Conclusion: After the BAG abandoned its interim case law on the fictitious omission of the unscheduled increase in the BBG in 2003 when calculating company pension benefits in its rulings of April 23, 2014 for pension commitments with a split pension formula in collective agreements or overall commitments (3 AZR 23/11 and 3 AZR 475/11), with this decision it was also able to revise its interim case law for the assessment of pension commitments with a split pension formula in company agreements. Employers who have issued pension commitments with a split pension formula can now continue their existing pension commitments in a legally secure manner without fictitious fading out of interim legislative activities.

Statutory insolvency protection in the event of intra-group debt assumption

The ruling of the BAG of May 20, 2014 (3 AZR 1094/12) deals with the obligation of the Pension Protection Association (PSV) to enter into company pension commitments in the event of insolvency of a group (parent) company which joined the commitment of a (non-insolvent) group subsidiary by way of an assumption of debt and subsequently fulfilled the pension commitment.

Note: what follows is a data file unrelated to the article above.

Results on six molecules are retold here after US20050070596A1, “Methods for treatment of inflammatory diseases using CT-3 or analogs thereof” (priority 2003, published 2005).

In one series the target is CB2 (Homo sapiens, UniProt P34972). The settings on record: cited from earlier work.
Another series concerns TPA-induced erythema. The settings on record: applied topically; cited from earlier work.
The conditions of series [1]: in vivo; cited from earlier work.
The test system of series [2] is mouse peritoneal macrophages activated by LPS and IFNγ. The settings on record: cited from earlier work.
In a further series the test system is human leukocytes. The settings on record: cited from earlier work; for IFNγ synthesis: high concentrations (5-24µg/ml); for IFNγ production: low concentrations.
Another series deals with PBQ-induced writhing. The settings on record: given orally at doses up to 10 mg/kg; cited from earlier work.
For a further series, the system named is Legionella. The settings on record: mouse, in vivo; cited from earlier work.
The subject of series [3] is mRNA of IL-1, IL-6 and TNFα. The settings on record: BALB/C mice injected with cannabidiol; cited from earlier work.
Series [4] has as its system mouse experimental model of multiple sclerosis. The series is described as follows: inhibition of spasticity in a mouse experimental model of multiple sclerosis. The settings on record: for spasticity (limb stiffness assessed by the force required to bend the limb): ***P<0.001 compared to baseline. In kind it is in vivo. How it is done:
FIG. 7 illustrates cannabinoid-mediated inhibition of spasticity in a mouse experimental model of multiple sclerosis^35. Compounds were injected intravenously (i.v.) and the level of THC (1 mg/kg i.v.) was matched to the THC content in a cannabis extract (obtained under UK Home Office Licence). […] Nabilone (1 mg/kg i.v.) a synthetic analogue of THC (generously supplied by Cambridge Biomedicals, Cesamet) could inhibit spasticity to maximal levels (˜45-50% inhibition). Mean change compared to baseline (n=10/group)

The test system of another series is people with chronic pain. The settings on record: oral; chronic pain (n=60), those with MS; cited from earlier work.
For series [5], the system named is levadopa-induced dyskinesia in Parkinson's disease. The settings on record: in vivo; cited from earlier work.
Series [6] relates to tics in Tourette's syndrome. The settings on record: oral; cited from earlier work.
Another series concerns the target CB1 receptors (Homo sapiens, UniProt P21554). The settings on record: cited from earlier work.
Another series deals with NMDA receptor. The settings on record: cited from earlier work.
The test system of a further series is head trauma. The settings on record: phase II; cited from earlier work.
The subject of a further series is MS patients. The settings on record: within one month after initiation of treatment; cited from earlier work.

In the case underlying the decision, the plaintiff employee had received a pension commitment from the subsidiary of a German GmbH, which had the legal form of an English limited company. The GmbH joined the pension commitment by assuming the debt and, after retirement in 2002, also (initially) – exclusively – fulfilled the pension benefits from the pension commitment. Insolvency proceedings were opened against the assets of the GmbH in 2010. The Limited was not affected by the insolvency from the point of view of insolvency law, but subsequently failed to fulfill the employee’s pension entitlements under the pension commitment. The employee then asserted the pension claims from the pension commitment against the PSV. In support of this, it referred to the original claim to pension benefits created by the GmbH’s assumption of debt, which the PSV had to fulfill by virtue of its statutory obligation under Sec. 7 of the German Occupational Pensions Act (BetrAVG).

The BAG dismissed the action. The court rejected the PSV’s obligation to pay, since the GmbH had not issued the pension commitment in the form of an employment contract with the plaintiff employee. The PSV would only enter into such pension commitments for which the insolvent company had issued the pension commitment as the contractual employer. This is not the case if the obligations of the insolvent companies were (solely) created by way of an assumption of debt.